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Dear Biddy,

In the introduction to an anthology (The infinite Dirt) I am just published in (very happy to be able to write that) the editors wrote that they had arranged the poems in a way that in a single sitting the reader would be able “to unearth the stones in the pattern we have laid.” And indeed that was true as the a beautiful pattern emerged from the pages that had previously been hidden and the invitation to look once again at other stones in my life making pathways and summoning me to walk in new ways over stones and with a pebble in my shoe as well.

This time last year I had finished a week on The Burren and learnt more about taking baby steps and appreciating the landscape at one with all the elements. With wind and rain and good company, with a lilt in voices around me and an Air in my heart I was blessed by every stone. That landscape that you would have known so well Biddy, blessed and caressed me, held me and pushed me to new places. I am so grateful for those days. Invisible offerings from the visible continue to take hold and unfold.

In the boardroom this week I invoked the phrase from Spanish poet Antonio Machado – ‘se hace camino al andar,’ or ‘you make the way as you go’ – as we set about our work for the future with new leadership, new budget, new plans. I love bringing poetry into decision-making spaces and it is a challenge I am setting myself to do more often, partly inspired by David Whyte’s work mine host in Ireland last year. Poetic language is fresh and wild, leaving spin doctors reeling as they can’t contain the emotive power of poetry that cuts through familiar phrases or weasel words.

Zebra Finch Men's Group - Kura Yerlo

Zebra Finch Men’s Group – Kura Yerlo

The gift of well-chosen words to support your own steps as well as your fellow travellers is one to receive with deep thanks, especially on the days when there are no words adequate to mark the moment. Silence has its place too. In my past week there have been two contrasting moments of endings marked – one with silence and one with words. An Aboriginal elder asked a group of us to be silent for a minute to mark those who had passed through the space we were in. With dignity and the sounds of the waves in the distance, we stood in the soft winter rain in a circle and joined our breaths with the universal one and soaked up the memories and allowed the air to get into our lungs. From there I went with a few others to paint stones. The second moment was a series of stories of past conquests and a public betrayal of peers over champagne and shiraz. The room full of ghosts invoked to score points and to stamp the past passport of all of those gathered to close a chapter. Stories filled both spaces and what was left said and unsaid in both said more than what was unsaid and said.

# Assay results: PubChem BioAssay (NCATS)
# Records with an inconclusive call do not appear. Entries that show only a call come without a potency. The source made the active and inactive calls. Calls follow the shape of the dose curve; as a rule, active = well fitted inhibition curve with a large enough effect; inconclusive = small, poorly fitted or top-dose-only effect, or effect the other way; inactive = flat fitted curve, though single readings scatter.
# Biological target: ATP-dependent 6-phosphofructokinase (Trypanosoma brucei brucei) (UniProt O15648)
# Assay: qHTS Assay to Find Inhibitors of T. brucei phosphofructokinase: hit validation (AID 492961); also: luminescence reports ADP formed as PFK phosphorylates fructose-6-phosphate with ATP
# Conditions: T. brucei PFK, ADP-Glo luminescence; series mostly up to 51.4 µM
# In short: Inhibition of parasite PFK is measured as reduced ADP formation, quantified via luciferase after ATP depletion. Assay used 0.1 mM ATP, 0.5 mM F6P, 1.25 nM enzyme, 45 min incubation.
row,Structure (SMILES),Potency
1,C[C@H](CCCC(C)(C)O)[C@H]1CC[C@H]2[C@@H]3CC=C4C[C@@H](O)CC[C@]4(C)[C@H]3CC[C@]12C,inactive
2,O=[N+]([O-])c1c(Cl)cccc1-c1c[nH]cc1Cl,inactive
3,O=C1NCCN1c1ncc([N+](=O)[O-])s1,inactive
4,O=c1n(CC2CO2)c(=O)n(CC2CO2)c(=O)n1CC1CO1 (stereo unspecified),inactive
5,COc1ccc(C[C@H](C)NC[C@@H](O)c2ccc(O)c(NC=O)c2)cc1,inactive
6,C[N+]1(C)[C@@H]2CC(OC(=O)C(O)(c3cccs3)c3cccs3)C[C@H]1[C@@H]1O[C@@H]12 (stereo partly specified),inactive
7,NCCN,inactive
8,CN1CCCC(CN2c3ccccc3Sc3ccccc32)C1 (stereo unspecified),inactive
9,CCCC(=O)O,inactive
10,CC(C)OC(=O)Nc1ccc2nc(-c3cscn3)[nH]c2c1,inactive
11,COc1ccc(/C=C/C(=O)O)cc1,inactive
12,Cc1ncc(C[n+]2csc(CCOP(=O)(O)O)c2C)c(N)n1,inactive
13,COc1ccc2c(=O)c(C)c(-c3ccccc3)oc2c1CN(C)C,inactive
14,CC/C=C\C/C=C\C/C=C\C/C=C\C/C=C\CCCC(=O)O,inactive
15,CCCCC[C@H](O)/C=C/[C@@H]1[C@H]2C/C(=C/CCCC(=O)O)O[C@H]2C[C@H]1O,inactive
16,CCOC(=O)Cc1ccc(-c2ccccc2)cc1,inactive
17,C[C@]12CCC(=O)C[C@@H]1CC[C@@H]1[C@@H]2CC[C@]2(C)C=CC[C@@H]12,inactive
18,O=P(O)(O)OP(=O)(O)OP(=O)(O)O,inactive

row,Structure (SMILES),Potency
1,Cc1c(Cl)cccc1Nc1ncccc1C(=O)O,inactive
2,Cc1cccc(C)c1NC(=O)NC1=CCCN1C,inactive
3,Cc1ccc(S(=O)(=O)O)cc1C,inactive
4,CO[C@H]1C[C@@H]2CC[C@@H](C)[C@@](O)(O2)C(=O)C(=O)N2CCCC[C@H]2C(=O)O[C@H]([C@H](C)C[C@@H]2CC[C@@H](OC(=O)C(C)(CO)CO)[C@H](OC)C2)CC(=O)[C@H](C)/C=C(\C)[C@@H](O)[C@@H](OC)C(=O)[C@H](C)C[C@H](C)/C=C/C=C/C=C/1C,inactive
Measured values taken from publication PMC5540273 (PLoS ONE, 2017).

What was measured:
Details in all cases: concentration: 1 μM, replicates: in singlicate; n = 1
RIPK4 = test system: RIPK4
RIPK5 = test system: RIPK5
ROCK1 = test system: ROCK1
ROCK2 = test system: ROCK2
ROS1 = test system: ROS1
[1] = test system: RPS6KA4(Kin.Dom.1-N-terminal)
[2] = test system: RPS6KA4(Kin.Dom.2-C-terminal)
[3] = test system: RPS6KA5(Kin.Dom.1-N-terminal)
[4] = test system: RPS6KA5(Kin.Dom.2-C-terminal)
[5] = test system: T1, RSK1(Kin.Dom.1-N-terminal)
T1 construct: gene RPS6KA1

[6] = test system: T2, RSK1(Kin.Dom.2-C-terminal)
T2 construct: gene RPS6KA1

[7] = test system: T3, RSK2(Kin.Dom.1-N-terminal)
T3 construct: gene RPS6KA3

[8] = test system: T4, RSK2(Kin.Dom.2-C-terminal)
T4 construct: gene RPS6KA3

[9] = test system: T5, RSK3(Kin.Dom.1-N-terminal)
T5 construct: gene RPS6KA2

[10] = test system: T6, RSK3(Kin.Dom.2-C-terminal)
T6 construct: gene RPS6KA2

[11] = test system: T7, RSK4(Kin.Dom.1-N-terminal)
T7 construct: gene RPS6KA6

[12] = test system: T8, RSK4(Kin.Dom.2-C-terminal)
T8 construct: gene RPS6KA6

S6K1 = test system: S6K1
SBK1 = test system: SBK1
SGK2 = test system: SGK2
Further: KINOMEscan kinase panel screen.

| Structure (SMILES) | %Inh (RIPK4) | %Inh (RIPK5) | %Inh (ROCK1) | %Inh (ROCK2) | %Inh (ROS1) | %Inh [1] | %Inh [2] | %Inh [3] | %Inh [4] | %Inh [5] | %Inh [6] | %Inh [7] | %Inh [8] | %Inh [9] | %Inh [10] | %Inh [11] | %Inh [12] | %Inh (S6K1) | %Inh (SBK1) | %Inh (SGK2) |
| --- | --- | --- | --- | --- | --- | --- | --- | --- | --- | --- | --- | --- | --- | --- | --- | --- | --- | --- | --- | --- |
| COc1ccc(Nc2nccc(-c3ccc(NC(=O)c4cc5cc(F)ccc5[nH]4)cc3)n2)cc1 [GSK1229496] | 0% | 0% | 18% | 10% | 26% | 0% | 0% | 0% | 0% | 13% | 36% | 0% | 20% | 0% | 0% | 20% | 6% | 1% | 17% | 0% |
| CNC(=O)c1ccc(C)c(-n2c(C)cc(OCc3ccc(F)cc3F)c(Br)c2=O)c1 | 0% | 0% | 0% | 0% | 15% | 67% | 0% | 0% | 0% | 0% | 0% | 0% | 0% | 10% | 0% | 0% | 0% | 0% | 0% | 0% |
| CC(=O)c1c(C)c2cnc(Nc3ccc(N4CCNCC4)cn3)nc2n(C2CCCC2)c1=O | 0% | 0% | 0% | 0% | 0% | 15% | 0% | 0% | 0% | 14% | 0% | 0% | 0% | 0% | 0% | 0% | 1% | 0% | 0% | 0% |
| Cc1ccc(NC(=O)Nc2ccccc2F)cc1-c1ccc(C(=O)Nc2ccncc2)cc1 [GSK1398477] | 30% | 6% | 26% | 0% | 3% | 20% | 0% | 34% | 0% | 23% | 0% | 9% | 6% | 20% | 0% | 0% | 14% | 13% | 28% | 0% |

The patterns emerging from the stones laid and the path I walk contain the stories of those path and yet it is still my path, the one I make by walking it. I have friends walking the camino right now, and for me everyday is the walk of the pilgrim and I travel in great company.




The road in the end taking the path the sun had taken,
into the western sea, and the moon rising behind you
as you stood where ground turned to ocean: no way
to your future now but the way your shadow could take,
walking before you across water, going where shadows go,
no way to make sense of a world that wouldn’t let you pass
except to call an end to the way you had come,
to take out each frayed letter you brought
and light their illumined corners, and to read
them as they drifted through the western light;
to empty your bags; to sort this and to leave that;
to promise what you needed to promise all along,
and to abandon the shoes that had brought you here
right at the water’s edge, not because you had given up
but because now, you would find a different way to tread,
and because, through it all, part of you could still walk on,
no matter how, over the waves.

(c) David Whyte